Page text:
About an hour before sundown I crossed the Mississippi River from Iowa to Illinois on I-80. My cooler with three roast beef sandwiches and a bag of grapes was on the floor on the passenger side. On the seat beside me, a basket holding another three sandwiches — peanut butter and jelly — two plastic containers of carrot sticks, a bag of pretzels, a Tupperware canister of gorp and a package of some intensely mediocre store bought snickerdoodles.
Everything was in easy reach and a snap to eat cleanly with no sticky fingers. My headphones were plugged into my phone, loaded with an audio book long enough to get me through 24 hours of driving. When I got bored of following the plot, I could brush up on all the pop music I’ve been missing in my life.
I was fully self-contained and stocked with enough proteins, carbs and veggies to fuel my solo drive home to New Hampshire. My longest break would be at the edge of a rest stop parking lot to catch a few hours shut eye. Just plop the seat back, sleep, wake, snap the seat up and get back on I-80.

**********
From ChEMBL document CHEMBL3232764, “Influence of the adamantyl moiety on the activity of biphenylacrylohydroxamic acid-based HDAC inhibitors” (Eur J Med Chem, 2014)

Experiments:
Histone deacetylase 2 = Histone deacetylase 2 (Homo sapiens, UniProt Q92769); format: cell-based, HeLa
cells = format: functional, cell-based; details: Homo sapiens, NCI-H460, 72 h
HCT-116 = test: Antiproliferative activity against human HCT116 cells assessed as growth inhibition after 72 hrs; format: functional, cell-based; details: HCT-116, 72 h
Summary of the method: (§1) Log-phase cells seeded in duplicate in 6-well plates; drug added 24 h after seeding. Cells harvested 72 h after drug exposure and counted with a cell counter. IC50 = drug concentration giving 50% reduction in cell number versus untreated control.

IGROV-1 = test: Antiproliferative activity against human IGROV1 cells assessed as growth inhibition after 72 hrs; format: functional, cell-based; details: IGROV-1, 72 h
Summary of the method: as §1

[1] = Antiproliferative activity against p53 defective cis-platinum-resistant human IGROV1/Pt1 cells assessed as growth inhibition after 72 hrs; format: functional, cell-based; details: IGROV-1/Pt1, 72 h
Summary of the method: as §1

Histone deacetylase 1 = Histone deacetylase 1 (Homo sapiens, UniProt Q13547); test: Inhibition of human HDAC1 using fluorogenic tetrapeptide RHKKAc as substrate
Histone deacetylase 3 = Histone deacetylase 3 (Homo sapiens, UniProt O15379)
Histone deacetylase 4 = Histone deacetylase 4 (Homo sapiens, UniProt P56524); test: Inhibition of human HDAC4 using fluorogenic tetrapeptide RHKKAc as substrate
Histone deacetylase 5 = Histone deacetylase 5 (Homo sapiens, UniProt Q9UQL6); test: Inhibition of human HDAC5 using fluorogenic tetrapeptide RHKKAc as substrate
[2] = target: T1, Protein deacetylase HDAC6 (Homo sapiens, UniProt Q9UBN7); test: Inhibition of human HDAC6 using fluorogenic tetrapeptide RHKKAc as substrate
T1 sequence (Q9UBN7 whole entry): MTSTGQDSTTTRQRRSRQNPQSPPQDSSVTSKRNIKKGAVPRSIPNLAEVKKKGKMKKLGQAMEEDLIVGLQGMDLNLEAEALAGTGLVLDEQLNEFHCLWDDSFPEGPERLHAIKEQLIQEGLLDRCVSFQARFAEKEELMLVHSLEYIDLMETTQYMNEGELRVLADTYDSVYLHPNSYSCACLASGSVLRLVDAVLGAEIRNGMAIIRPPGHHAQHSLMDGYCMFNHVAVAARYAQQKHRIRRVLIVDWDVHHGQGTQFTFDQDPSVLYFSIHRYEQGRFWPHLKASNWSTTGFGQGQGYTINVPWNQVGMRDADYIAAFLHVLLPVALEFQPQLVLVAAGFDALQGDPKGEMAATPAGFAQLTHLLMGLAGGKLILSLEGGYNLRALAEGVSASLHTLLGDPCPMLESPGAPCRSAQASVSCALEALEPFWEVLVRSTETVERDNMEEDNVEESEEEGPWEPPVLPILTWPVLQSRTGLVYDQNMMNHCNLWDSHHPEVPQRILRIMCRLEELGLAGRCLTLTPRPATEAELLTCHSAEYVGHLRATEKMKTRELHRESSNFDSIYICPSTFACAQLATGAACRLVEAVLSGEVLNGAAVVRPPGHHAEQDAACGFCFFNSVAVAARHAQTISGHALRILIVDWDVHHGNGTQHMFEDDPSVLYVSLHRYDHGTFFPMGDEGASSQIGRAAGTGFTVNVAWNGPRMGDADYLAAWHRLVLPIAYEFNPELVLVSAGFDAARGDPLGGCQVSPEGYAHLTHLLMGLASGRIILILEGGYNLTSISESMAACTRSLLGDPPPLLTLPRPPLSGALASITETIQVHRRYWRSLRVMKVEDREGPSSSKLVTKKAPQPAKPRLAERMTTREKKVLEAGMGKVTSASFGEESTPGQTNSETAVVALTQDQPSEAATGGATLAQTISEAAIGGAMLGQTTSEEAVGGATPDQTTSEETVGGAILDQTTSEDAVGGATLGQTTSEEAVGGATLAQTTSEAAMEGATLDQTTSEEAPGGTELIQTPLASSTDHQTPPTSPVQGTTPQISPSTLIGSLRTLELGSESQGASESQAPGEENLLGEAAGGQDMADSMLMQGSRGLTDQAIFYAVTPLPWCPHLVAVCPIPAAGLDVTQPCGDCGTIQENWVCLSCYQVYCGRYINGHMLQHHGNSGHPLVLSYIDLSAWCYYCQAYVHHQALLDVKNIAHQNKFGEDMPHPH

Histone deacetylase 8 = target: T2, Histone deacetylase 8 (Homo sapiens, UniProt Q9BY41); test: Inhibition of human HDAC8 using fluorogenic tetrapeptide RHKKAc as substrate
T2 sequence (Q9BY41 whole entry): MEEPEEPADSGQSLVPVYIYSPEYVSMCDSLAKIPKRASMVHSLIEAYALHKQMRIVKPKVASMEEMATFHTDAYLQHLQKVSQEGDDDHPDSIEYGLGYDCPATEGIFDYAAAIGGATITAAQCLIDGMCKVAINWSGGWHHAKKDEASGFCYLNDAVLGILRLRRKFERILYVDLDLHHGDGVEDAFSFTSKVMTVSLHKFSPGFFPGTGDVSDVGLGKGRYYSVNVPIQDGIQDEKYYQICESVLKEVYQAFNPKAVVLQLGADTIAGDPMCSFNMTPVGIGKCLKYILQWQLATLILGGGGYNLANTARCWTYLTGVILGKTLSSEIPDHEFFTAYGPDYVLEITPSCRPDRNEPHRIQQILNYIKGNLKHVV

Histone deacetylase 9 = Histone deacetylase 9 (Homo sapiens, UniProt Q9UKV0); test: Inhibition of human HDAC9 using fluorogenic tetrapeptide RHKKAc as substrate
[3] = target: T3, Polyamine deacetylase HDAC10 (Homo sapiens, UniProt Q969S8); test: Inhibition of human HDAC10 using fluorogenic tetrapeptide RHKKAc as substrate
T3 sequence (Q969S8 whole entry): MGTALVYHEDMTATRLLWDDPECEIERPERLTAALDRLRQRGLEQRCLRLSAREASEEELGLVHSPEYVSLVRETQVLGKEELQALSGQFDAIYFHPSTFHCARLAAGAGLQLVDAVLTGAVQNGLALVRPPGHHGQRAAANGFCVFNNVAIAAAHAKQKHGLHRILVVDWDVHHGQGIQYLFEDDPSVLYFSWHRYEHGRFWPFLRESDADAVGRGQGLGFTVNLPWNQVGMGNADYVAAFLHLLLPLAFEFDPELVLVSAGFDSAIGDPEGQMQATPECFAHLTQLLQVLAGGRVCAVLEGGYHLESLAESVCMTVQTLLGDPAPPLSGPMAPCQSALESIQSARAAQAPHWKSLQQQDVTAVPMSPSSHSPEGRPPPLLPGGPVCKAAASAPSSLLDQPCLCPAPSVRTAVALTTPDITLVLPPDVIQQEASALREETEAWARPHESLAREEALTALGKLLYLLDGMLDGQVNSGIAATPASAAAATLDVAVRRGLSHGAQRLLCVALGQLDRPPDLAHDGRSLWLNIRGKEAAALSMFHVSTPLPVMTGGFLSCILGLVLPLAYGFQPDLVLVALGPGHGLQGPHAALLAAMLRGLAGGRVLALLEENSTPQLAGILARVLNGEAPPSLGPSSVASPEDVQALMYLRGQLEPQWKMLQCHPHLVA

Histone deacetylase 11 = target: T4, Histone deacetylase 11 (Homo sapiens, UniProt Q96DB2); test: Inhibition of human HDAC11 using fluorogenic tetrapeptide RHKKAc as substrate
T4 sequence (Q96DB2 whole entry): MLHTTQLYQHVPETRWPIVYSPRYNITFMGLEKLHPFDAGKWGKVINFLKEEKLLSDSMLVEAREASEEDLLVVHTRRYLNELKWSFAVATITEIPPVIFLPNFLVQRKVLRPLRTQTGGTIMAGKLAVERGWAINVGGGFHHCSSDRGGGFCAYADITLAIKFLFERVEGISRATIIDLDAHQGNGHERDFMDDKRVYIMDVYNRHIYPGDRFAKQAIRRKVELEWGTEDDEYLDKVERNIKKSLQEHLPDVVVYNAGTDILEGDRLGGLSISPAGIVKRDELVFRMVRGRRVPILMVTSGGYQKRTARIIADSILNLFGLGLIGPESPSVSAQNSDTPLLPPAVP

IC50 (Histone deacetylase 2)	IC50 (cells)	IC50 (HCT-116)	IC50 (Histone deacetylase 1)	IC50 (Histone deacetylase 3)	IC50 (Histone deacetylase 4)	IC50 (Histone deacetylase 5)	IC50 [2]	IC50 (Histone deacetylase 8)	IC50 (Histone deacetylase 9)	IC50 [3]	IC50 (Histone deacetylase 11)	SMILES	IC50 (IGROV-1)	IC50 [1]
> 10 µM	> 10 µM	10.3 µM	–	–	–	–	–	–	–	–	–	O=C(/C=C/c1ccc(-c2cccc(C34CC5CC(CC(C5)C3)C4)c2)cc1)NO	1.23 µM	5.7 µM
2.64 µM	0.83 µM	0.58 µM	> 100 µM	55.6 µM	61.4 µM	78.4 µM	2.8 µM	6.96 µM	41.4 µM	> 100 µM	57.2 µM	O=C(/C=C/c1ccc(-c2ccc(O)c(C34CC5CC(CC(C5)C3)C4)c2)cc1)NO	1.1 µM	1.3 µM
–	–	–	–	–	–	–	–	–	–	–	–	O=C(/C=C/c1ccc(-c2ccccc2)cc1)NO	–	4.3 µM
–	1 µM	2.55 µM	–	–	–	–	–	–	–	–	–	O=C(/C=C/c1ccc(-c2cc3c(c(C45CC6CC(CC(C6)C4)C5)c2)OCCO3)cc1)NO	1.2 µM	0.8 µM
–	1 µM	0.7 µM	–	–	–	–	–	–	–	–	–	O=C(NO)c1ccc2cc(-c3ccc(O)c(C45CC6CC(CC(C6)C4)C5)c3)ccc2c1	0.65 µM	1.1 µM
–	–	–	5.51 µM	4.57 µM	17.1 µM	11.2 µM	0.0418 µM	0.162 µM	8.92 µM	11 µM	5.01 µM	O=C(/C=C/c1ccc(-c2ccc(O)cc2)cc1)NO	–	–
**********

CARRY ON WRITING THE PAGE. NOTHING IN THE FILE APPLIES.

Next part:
In the course of one full spin of the earth, I needed only pay nominal attention to the traffic and stay in tune with myself. Within a very limited range of options, what I felt determined what I would do. When I needed coffee, when I needed sleep, when I needed a jolt of protein, when I needed a drink of water, when I needed to rock out, when I needed silence.
I discovered that a long drive is a useful lesson in noticing where your mind and body are at that exact moment. It is pointless to think about the distance traveled or the distance remaining. Well, OK; it’s fine to be human and check those things but when the only driver is you, the time is the time. You can only drive the speed you choose and the miles and hours flow relentlessly from that.
The drive was peaceful. Its outward dullness left plenty of room for accepting that this is where I was and this was what I was doing and it was clean and uncomplicated and refreshing.